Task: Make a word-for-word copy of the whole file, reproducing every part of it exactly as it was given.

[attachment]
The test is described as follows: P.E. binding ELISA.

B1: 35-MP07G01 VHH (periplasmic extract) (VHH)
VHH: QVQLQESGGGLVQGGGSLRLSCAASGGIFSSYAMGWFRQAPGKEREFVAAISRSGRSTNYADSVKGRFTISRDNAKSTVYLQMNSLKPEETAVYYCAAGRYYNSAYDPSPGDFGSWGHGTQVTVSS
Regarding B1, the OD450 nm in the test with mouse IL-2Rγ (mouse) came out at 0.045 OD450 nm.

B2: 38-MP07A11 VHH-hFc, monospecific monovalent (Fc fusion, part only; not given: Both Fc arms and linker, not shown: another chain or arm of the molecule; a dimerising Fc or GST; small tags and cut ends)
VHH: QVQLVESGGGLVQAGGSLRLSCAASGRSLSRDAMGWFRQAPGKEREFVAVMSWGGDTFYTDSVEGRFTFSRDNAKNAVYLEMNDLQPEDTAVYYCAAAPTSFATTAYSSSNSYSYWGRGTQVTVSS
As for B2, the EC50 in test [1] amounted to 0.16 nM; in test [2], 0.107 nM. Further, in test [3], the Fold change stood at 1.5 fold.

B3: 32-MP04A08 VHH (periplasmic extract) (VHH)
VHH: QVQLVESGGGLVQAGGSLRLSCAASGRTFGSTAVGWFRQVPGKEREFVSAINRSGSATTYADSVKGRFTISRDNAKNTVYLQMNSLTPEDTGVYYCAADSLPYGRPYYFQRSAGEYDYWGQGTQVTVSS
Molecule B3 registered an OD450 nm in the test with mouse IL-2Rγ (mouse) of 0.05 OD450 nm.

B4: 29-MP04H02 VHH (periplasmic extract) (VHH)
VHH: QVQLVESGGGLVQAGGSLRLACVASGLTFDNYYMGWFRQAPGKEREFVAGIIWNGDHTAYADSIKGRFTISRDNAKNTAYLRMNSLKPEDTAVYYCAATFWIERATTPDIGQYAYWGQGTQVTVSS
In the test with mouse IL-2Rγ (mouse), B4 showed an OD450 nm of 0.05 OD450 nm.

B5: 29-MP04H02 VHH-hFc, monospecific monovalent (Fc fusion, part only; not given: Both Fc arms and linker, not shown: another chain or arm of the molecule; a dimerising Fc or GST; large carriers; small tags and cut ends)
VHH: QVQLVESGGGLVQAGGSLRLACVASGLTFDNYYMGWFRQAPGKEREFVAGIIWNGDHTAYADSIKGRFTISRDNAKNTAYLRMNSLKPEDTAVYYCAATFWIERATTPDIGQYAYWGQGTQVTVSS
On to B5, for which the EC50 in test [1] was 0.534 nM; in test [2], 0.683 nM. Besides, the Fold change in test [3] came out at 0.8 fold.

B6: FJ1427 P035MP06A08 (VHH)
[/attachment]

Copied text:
The test is described as follows: P.E. binding ELISA.

B1: 35-MP07G01 VHH (periplasmic extract) (VHH)
VHH: QVQLQESGGGLVQGGGSLRLSCAASGGIFSSYAMGWFRQAPGKEREFVAAISRSGRSTNYADSVKGRFTISRDNAKSTVYLQMNSLKPEETAVYYCAAGRYYNSAYDPSPGDFGSWGHGTQVTVSS
Regarding B1, the OD450 nm in the test with mouse IL-2Rγ (mouse) came out at 0.045 OD450 nm.

B2: 38-MP07A11 VHH-hFc, monospecific monovalent (Fc fusion, part only; not given: Both Fc arms and linker, not shown: another chain or arm of the molecule; a dimerising Fc or GST; small tags and cut ends)
VHH: QVQLVESGGGLVQAGGSLRLSCAASGRSLSRDAMGWFRQAPGKEREFVAVMSWGGDTFYTDSVEGRFTFSRDNAKNAVYLEMNDLQPEDTAVYYCAAAPTSFATTAYSSSNSYSYWGRGTQVTVSS
As for B2, the EC50 in test [1] amounted to 0.16 nM; in test [2], 0.107 nM. Further, in test [3], the Fold change stood at 1.5 fold.

B3: 32-MP04A08 VHH (periplasmic extract) (VHH)
VHH: QVQLVESGGGLVQAGGSLRLSCAASGRTFGSTAVGWFRQVPGKEREFVSAINRSGSATTYADSVKGRFTISRDNAKNTVYLQMNSLTPEDTGVYYCAADSLPYGRPYYFQRSAGEYDYWGQGTQVTVSS
Molecule B3 registered an OD450 nm in the test with mouse IL-2Rγ (mouse) of 0.05 OD450 nm.

B4: 29-MP04H02 VHH (periplasmic extract) (VHH)
VHH: QVQLVESGGGLVQAGGSLRLACVASGLTFDNYYMGWFRQAPGKEREFVAGIIWNGDHTAYADSIKGRFTISRDNAKNTAYLRMNSLKPEDTAVYYCAATFWIERATTPDIGQYAYWGQGTQVTVSS
In the test with mouse IL-2Rγ (mouse), B4 showed an OD450 nm of 0.05 OD450 nm.

B5: 29-MP04H02 VHH-hFc, monospecific monovalent (Fc fusion, part only; not given: Both Fc arms and linker, not shown: another chain or arm of the molecule; a dimerising Fc or GST; large carriers; small tags and cut ends)
VHH: QVQLVESGGGLVQAGGSLRLACVASGLTFDNYYMGWFRQAPGKEREFVAGIIWNGDHTAYADSIKGRFTISRDNAKNTAYLRMNSLKPEDTAVYYCAATFWIERATTPDIGQYAYWGQGTQVTVSS
On to B5, for which the EC50 in test [1] was 0.534 nM; in test [2], 0.683 nM. Besides, the Fold change in test [3] came out at 0.8 fold.

B6: FJ1427 P035MP06A08 (VHH)